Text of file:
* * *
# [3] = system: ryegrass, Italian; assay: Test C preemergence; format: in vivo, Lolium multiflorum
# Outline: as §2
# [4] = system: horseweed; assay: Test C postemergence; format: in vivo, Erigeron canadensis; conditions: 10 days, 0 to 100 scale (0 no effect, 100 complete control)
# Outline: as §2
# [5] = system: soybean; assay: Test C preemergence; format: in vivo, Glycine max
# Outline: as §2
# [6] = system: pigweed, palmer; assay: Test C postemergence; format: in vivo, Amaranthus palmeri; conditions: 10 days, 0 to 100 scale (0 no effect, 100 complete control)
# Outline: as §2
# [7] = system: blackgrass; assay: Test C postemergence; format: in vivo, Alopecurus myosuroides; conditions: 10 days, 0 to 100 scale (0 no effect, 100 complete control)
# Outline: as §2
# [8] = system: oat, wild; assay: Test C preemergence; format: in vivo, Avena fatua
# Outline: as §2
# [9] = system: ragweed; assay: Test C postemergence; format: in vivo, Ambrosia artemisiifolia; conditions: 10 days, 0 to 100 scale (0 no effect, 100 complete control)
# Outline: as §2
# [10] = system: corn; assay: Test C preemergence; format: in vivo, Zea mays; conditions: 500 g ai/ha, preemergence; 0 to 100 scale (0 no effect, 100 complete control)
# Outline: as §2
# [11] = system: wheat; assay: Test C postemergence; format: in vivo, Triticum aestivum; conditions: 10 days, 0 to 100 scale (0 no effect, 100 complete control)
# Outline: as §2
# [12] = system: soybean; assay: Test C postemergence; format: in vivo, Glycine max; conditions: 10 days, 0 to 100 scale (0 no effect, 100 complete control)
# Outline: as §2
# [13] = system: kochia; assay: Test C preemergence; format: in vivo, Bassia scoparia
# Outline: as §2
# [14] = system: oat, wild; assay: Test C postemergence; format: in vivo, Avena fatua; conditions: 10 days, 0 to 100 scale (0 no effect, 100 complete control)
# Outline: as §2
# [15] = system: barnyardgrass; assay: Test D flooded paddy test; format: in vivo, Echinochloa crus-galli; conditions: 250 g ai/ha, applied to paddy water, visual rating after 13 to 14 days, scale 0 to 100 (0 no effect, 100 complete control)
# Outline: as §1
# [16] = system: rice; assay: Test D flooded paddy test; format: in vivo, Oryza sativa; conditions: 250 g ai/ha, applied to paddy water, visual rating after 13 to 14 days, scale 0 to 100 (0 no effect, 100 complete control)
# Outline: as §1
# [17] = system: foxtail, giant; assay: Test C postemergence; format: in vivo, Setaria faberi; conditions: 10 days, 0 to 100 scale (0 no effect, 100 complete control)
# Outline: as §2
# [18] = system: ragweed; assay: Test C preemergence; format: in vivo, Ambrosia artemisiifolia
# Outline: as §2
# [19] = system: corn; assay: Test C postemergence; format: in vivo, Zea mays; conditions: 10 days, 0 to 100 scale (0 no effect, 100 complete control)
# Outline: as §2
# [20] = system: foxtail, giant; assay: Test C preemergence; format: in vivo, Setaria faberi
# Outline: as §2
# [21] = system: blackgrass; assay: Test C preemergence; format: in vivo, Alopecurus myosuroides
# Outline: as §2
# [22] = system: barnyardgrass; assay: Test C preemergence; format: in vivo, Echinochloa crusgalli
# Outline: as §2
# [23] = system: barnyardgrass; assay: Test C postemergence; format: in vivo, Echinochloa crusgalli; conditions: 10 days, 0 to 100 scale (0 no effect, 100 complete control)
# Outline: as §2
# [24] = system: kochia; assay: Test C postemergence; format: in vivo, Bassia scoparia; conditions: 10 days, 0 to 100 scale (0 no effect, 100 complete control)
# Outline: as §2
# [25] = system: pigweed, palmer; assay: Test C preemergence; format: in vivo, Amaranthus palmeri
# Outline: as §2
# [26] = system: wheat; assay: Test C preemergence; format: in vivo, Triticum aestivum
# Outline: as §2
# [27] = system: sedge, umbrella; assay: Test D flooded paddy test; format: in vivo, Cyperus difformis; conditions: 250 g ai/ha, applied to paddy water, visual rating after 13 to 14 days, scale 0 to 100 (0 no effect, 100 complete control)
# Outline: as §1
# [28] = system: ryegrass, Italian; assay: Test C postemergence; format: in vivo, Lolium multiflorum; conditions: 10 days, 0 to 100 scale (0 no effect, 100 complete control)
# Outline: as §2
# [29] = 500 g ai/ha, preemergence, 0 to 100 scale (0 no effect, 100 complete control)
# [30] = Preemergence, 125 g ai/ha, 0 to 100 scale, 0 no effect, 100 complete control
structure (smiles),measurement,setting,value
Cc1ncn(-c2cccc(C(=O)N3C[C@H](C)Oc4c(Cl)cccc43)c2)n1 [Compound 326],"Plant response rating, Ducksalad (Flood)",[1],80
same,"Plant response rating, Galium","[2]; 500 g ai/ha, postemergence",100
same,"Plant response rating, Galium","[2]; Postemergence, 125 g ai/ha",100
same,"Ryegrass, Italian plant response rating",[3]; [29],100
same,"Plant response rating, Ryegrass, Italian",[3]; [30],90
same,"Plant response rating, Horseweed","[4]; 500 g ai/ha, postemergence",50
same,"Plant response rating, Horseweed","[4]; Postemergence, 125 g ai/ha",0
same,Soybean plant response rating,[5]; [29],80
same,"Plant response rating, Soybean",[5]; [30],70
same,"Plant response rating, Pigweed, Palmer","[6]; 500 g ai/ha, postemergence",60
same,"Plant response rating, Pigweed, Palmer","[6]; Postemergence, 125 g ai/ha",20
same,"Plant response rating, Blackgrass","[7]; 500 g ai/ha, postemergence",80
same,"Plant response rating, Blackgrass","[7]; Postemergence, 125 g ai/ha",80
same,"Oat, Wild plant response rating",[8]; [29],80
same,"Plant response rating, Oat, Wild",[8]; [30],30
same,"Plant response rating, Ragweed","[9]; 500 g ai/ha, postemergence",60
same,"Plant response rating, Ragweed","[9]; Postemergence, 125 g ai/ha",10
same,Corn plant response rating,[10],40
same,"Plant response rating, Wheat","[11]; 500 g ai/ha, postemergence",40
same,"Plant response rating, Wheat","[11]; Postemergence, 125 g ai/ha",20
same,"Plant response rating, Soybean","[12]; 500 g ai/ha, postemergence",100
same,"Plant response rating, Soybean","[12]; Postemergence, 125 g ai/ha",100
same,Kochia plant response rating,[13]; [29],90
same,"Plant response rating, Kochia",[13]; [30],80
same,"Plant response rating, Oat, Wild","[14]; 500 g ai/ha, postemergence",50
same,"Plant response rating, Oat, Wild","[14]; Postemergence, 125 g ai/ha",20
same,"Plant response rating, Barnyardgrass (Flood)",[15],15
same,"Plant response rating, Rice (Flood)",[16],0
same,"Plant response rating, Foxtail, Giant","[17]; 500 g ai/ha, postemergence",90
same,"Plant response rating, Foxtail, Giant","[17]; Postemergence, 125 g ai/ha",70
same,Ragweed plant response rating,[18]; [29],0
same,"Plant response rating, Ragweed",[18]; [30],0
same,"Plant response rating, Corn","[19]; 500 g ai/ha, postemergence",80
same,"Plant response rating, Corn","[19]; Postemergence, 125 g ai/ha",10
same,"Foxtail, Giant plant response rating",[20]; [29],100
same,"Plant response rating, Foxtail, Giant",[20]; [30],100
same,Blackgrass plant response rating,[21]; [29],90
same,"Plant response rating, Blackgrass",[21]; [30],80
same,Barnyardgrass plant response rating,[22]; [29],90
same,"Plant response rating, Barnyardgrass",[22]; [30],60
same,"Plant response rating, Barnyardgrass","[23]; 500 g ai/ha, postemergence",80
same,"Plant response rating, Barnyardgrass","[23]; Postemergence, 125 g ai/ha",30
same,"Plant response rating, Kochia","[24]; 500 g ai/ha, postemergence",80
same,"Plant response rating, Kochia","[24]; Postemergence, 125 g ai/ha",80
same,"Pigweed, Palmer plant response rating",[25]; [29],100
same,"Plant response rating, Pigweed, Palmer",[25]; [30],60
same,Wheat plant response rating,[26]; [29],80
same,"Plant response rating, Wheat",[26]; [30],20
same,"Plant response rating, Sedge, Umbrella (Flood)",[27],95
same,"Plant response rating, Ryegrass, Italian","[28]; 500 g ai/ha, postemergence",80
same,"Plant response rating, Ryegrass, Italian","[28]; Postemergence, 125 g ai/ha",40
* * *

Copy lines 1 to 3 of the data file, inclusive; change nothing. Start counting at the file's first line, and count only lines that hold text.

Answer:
# [3] = system: ryegrass, Italian; assay: Test C preemergence; format: in vivo, Lolium multiflorum
# Outline: as §2
# [4] = system: horseweed; assay: Test C postemergence; format: in vivo, Erigeron canadensis; conditions: 10 days, 0 to 100 scale (0 no effect, 100 complete control)